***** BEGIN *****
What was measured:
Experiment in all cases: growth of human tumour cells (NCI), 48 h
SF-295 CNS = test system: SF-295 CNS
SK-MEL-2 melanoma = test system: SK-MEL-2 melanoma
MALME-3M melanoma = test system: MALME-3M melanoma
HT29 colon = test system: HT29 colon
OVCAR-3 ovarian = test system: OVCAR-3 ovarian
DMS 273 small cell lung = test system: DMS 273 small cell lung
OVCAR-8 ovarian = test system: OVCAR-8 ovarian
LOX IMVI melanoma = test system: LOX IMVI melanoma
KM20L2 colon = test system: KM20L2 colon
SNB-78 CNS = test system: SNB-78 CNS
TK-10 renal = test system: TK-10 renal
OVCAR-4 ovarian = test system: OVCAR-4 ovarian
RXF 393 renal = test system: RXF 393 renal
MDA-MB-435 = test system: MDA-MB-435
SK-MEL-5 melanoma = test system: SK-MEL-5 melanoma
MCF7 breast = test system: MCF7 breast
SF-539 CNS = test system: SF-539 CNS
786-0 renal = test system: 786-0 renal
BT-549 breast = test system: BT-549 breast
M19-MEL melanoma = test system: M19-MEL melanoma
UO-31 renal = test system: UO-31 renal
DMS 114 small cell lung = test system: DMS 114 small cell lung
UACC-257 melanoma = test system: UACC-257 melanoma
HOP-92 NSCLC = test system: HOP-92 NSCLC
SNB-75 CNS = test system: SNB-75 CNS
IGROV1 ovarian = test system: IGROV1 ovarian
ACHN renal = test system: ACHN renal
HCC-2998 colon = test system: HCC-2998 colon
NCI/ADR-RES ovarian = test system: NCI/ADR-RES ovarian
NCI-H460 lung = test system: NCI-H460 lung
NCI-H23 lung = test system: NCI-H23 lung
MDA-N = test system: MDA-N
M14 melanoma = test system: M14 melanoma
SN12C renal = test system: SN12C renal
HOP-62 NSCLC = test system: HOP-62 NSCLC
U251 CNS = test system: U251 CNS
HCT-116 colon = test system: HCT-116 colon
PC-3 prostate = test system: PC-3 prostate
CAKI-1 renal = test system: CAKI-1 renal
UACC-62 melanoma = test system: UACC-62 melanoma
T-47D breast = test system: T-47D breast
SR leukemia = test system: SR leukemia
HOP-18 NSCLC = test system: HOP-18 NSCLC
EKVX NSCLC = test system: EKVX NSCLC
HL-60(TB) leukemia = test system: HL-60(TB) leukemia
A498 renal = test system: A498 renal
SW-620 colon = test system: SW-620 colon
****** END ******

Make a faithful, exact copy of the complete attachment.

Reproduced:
What was measured:
Experiment in all cases: growth of human tumour cells (NCI), 48 h
SF-295 CNS = test system: SF-295 CNS
SK-MEL-2 melanoma = test system: SK-MEL-2 melanoma
MALME-3M melanoma = test system: MALME-3M melanoma
HT29 colon = test system: HT29 colon
OVCAR-3 ovarian = test system: OVCAR-3 ovarian
DMS 273 small cell lung = test system: DMS 273 small cell lung
OVCAR-8 ovarian = test system: OVCAR-8 ovarian
LOX IMVI melanoma = test system: LOX IMVI melanoma
KM20L2 colon = test system: KM20L2 colon
SNB-78 CNS = test system: SNB-78 CNS
TK-10 renal = test system: TK-10 renal
OVCAR-4 ovarian = test system: OVCAR-4 ovarian
RXF 393 renal = test system: RXF 393 renal
MDA-MB-435 = test system: MDA-MB-435
SK-MEL-5 melanoma = test system: SK-MEL-5 melanoma
MCF7 breast = test system: MCF7 breast
SF-539 CNS = test system: SF-539 CNS
786-0 renal = test system: 786-0 renal
BT-549 breast = test system: BT-549 breast
M19-MEL melanoma = test system: M19-MEL melanoma
UO-31 renal = test system: UO-31 renal
DMS 114 small cell lung = test system: DMS 114 small cell lung
UACC-257 melanoma = test system: UACC-257 melanoma
HOP-92 NSCLC = test system: HOP-92 NSCLC
SNB-75 CNS = test system: SNB-75 CNS
IGROV1 ovarian = test system: IGROV1 ovarian
ACHN renal = test system: ACHN renal
HCC-2998 colon = test system: HCC-2998 colon
NCI/ADR-RES ovarian = test system: NCI/ADR-RES ovarian
NCI-H460 lung = test system: NCI-H460 lung
NCI-H23 lung = test system: NCI-H23 lung
MDA-N = test system: MDA-N
M14 melanoma = test system: M14 melanoma
SN12C renal = test system: SN12C renal
HOP-62 NSCLC = test system: HOP-62 NSCLC
U251 CNS = test system: U251 CNS
HCT-116 colon = test system: HCT-116 colon
PC-3 prostate = test system: PC-3 prostate
CAKI-1 renal = test system: CAKI-1 renal
UACC-62 melanoma = test system: UACC-62 melanoma
T-47D breast = test system: T-47D breast
SR leukemia = test system: SR leukemia
HOP-18 NSCLC = test system: HOP-18 NSCLC
EKVX NSCLC = test system: EKVX NSCLC
HL-60(TB) leukemia = test system: HL-60(TB) leukemia
A498 renal = test system: A498 renal
SW-620 colon = test system: SW-620 colon